HMRC staff to be briefed on future of offices as taxman aims to shrink estate

Exclusive: HMRC staff to find out about new network of more specialised regional centres in November as tax authority seeks cut in its number of offices

By matt.foster

30 Sep 2015

HM Revenue and Customs has shed more light on its plan to drastically scale back the number of offices it occupies in favour of large regional centres, with staff set to be briefed on the changes in November.

A message sent to HMRC staff by the tax authority's chief people officer William Hague this week – and seen by Civil Service World – says the "overwhelming majority" of employees will be moved to the regional offices as smaller units are closed, and sets out plans for a series of more limited "transitional sites" to allow some staff to continue to work locally. 

But it again raises the prospect of redundancy for a "small" number of HMRC employees, and says staff will be informed of the future shape of the tax authority's office network in a series of face-to-face meetings throughout November. 

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"These changes are one of the biggest building blocks of our transformation, as we simply can't transform the way that we serve the public without fundamentally changing how and where we work," Hague says. 

"That's because the way that we're currently organised, across 170 offices, simply doesn't make business or financial sense. It makes it hard for us to collaborate, develop people, or respond to operational priorities – and has created a position where we have isolated pockets of colleagues who have limited career opportunities. 

"The only way that we can change this is by rationalising our estate. Our estate contracts are structured in such a way that we need to act now. The alternative would involve us being forced to keep deteriorating buildings that we can do little about." 

CSW understands that HMRC is aiming to be based at fewer than 20 sites by the end of the process – although Hague's message stresses that some of the changes will take up to ten years. A spokesperson for the department said it had committed to keeping "a long-term presence in every country and region of the UK".


The chief people officer's message says the tax authority will aim to hold onto its existing staff "where possible", with employees moved "across lines of business where necessary to safeguard jobs".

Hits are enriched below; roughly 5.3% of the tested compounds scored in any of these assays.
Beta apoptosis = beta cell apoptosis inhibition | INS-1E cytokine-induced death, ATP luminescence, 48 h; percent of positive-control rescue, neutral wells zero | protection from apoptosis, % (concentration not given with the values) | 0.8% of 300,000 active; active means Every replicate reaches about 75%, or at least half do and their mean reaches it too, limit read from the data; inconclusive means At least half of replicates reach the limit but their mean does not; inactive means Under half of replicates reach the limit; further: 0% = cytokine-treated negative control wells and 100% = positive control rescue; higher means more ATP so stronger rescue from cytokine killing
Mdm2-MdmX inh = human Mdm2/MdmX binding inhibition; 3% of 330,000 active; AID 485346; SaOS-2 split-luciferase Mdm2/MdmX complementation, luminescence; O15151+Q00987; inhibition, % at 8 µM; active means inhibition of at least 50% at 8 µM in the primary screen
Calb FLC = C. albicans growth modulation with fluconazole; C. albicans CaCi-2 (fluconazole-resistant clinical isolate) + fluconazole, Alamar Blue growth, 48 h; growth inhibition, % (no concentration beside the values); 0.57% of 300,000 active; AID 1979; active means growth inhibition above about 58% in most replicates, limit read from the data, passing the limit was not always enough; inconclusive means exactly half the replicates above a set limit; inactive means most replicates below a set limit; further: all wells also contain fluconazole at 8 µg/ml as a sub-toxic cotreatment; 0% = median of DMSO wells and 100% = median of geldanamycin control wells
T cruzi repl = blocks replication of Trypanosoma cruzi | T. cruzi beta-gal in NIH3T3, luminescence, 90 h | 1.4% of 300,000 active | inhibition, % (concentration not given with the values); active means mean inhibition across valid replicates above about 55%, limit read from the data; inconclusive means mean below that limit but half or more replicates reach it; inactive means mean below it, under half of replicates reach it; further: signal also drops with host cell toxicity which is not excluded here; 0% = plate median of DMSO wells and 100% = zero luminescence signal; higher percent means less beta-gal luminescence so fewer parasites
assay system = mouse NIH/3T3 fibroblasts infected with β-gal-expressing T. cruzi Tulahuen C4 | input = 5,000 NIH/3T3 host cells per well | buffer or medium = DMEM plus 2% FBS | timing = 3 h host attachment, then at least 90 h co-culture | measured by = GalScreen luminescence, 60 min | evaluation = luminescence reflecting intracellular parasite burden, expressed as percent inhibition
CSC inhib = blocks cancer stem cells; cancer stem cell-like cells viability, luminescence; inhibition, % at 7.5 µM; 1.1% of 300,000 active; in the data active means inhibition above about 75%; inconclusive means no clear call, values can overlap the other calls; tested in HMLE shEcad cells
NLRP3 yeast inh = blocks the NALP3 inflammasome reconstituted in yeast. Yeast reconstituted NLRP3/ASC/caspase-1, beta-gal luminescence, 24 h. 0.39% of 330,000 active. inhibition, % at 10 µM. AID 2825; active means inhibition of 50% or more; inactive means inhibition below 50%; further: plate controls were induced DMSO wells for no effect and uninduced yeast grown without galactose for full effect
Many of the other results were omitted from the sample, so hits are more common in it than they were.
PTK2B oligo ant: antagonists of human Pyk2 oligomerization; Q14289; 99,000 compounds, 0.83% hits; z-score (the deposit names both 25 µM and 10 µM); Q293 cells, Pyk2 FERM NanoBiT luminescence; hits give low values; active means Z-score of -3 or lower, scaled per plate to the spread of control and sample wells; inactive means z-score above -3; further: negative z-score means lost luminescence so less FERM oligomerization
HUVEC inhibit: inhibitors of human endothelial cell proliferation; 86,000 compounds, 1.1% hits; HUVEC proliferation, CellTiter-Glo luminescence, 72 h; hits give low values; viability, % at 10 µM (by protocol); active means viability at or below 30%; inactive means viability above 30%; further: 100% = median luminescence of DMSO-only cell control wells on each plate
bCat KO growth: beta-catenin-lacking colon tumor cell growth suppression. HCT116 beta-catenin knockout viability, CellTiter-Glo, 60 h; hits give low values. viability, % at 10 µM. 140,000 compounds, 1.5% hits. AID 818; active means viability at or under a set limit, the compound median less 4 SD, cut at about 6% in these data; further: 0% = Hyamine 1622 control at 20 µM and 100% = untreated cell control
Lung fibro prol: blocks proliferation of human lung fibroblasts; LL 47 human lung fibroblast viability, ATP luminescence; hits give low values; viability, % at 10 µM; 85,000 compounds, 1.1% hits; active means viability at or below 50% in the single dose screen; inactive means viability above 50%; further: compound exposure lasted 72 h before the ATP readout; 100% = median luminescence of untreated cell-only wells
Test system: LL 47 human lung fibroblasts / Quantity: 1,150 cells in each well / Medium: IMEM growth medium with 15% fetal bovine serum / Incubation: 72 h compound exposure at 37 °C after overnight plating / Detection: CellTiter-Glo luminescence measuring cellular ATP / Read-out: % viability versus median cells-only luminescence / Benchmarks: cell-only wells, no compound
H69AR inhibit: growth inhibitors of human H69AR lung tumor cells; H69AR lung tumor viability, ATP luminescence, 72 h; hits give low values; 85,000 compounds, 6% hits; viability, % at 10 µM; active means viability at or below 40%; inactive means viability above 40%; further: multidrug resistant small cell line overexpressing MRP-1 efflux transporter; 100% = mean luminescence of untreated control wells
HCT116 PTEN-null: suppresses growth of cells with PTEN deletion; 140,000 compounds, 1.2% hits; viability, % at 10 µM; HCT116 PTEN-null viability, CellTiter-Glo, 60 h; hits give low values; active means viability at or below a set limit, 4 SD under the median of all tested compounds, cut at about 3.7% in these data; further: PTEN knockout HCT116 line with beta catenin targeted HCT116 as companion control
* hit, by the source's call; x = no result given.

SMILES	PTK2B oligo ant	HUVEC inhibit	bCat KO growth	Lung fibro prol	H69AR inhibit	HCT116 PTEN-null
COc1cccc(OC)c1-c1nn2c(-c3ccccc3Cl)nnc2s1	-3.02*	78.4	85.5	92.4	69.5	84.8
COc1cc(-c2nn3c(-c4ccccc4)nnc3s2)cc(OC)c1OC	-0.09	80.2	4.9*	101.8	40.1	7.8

A "limited" number of transitional sites will be used as a "stepping stone" to the move to regional centres, the chief people officer adds, allowing some HMRC staff to stay with the department for a time without relocating.

"Transitional sites will be an important part of the way we move towards regional centres. These will be existing HMRC offices that will enable people to continue working for us for anything up to ten years – and in a few cases, even 12 years. 

"They won't offer the full training and career opportunities of a regional centre, so people who want to develop their careers in HMRC will have to weigh up the short-term benefits of working locally for longer, and the longer-term career benefits of moving to a regional centre." 

Hague says, however, that the "majority" of HMRC's smaller sites will close by the end of 2021 as their leases expire – with a some "targeted" job cuts possible as those closures occur. 

"We will close some sites earlier than that, as we have done in recent years as we move to regional centres and transitional sites, or offer exit packages, depending on the circumstances affecting the site and individuals. 

"We will, of course, support colleagues through these changes – whether it's help with reasonable daily travel, retraining or support finding jobs outside HMRC. For some, it will mean an exit package. We anticipate that any exit schemes will be small in scale and targeted only at those whose location or skills mean that we have no alternative."

In August, CSW reported that HMRC had opened 90-day talks with unions on the future of around 200 administrative staff as part of its wider restructuring process – dubbed "Building our Future". The department has said it will aim to "avoid the need for compulsory redundancies" wherever possible, but the PCS union has voiced concern about the "timescale and process" of that consultation.